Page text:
Indian coffee magnate's body found by river
| Jul 31st 2019 | 2 min read
The body of a billionaire Indian coffee magnate who went missing amid financial troubles was found by a river in southern India, police said Wednesday.
V.G. Siddhartha, founder of the Cafe Coffee Day chain that beat Starbucks at its own game in India, was last seen Monday next to the Nethravathi river near Mangaluru and reported missing soon after by his chauffeur.
Authorities launced a major search operation, and a fisherman found the body on the bank of the river.
"Siddhartha's body was found early this morning," Sasikanth Senthil, deputy commissioner of South Karnataka police, told AFP
"We have sent his body for post mortem analysis now and are awaiting results."
The body will be handed over to the tycoon's family after legal formalities are completed, said Sandeep Patil, Mangaluru police commissioner.
Patil said an investigation was underway to determine whether Siddhartha took his own life.
Siddhartha -- whose family have been in the coffee business for 130 years -- opened his first Cafe Coffee Day store in 1996 and went on to become one of the world's biggest coffee traders.
The chain has more than 1,700 stores, mainly in India, but also in Malaysia, Egypt, Czech Republic and Austria, employing more than 30,000 people.
Police said Siddhartha left Bangalore late Monday, telling his family he was going to a hill resort but instead asked his driver to take him to Mangaluru.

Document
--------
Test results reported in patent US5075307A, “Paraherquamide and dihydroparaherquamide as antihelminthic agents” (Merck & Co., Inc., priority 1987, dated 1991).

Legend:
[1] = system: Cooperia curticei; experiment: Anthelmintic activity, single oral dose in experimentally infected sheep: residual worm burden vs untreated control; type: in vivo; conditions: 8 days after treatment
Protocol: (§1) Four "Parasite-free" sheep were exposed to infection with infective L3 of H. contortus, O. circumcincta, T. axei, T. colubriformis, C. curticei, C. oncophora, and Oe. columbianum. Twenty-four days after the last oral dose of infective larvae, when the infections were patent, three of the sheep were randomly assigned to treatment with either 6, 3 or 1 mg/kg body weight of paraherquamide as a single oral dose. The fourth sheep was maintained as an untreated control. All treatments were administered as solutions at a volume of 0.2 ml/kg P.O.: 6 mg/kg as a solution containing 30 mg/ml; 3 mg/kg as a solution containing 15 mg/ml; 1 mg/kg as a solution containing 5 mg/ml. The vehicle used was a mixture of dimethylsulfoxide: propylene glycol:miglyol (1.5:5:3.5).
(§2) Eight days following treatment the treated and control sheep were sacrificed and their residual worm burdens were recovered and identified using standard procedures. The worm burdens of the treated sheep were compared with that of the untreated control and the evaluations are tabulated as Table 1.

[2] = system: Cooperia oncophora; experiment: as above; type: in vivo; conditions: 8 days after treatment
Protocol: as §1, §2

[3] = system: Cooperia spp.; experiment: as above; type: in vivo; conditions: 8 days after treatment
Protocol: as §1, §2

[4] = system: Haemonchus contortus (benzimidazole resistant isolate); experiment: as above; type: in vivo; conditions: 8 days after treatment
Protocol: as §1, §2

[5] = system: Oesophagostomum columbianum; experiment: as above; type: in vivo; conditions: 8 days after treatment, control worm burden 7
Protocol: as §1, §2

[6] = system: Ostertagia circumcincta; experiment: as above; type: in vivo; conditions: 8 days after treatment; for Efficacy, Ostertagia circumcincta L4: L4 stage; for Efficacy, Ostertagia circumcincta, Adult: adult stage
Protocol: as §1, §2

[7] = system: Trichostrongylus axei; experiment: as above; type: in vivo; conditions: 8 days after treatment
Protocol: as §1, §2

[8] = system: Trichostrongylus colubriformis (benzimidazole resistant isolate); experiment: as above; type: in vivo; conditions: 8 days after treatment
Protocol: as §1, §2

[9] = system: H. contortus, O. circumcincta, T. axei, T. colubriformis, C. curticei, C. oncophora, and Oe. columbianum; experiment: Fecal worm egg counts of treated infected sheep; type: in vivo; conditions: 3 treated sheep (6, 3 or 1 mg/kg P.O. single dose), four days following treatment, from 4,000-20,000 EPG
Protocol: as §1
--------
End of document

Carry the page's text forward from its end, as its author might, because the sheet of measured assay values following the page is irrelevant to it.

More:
He ordered the driver to stop the car and started walking along a bridge as he talked to someone on his phone before disappearing.
Siddhartha married a daughter of S.M. Krishna, a former foreign minister and chief minister, making him one of the country's best-connected tycoons.
But his empire came under pressure after tax authorities launched raids on company offices in 2017. Reports said Siddhartha was in talks with Coca-Cola about selling a major stake.
In a letter to the Cafe Coffee Day board, the 57-year-old chairman had admitted mistakes in handling his financial affairs.
But he said he had suffered pressure from lenders and harassment from Indian tax authorities.
"My intention was never to cheat or mislead anybody, I have failed as an entrepreneur," he said in the letter, which was dated July 27.
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